Which makes this story (FT, may need subscription) slightly surprising:
India’s government has warned domestic airlines that it intends to crack down on “predatory pricing” after carriers sharply increased fares on popular routes during a recent festival, as overall passenger traffic surges.
Indian travellers were outraged during the recent festival of Diwali – Hinduism’s biggest gift-giving holiday – when some carriers charged about Rs25,000 ($550) for a last-minute Delhi-Bombay round trip ticket, a route on which fares usually range from Rs10,000-Rs15,000.The price lift here is substantial (60-100%) but reasonably typical of the uplift on flights or train tickets in the UK market.
Is it a sign of a maturing market that suppliers start to charge prices based on supply and demand? Or is it that consumers are starting to accept price variations - with the politicians pandering to the electoral majority, who may not be representative of the market?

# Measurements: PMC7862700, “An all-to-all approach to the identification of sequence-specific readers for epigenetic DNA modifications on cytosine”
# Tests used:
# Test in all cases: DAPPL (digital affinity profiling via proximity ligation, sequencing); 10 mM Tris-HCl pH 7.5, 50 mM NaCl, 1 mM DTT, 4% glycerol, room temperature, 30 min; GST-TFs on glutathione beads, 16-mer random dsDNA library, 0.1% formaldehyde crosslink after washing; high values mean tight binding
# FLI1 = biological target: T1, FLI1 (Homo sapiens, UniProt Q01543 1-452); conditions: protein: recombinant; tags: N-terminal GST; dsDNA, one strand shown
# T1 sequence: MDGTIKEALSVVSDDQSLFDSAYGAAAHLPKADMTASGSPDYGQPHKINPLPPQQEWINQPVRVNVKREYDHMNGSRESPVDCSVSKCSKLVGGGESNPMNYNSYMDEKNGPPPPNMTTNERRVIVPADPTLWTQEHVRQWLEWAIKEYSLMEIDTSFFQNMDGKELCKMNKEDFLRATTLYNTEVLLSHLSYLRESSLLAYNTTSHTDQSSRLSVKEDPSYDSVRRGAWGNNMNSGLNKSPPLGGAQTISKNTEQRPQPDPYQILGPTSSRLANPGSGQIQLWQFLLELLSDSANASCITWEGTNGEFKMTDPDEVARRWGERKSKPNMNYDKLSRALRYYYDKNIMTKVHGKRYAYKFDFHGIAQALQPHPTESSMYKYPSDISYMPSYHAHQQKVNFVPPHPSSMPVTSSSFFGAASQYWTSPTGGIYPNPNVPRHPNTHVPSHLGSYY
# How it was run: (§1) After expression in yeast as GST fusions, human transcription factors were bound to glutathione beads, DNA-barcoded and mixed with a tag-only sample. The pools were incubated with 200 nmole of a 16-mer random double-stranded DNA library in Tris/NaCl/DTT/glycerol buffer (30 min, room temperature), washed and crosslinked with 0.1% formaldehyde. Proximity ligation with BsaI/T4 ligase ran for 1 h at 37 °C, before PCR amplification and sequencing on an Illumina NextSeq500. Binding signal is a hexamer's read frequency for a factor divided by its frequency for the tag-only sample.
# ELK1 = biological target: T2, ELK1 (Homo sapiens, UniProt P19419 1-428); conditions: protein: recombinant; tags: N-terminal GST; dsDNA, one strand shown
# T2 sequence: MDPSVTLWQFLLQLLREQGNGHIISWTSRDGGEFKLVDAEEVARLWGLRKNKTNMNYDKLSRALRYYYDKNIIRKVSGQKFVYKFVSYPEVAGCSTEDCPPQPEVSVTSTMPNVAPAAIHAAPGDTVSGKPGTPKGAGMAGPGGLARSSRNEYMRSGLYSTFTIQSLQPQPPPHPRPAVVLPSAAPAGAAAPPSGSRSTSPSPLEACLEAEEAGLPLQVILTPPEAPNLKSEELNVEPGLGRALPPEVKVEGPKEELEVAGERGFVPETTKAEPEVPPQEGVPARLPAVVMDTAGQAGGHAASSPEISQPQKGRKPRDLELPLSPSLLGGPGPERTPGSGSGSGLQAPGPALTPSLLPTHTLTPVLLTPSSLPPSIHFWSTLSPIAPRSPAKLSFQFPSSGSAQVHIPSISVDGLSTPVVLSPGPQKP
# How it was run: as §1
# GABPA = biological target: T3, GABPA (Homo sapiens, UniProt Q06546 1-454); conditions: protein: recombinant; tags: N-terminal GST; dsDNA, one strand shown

In any case, like all suppliers, Indian airlines must keep an ear open to what their customers regard as fair, but need not pay too much attention to the protests of those who are not actually buying the tickets. Perceptions of fairness can shift quickly in consumer markets. However, new brands, services and routes have an advantage over incumbents who have been using a particular model for years. People who have never tried a newly launched airline will have no strong price expectations. While those who have used the same one for years may feel ripped off by a price increase.
The likely outcome of this dynamic is that existing airlines are under more pressure to keep prices low, and will sell out all their tickets quickly. New airlines can charge more, will mop up the excess demand and, as a result of the higher prices, may be perceived as a higher quality service. This will give them a competitive advantage when demand returns to its usual lower level from February onwards.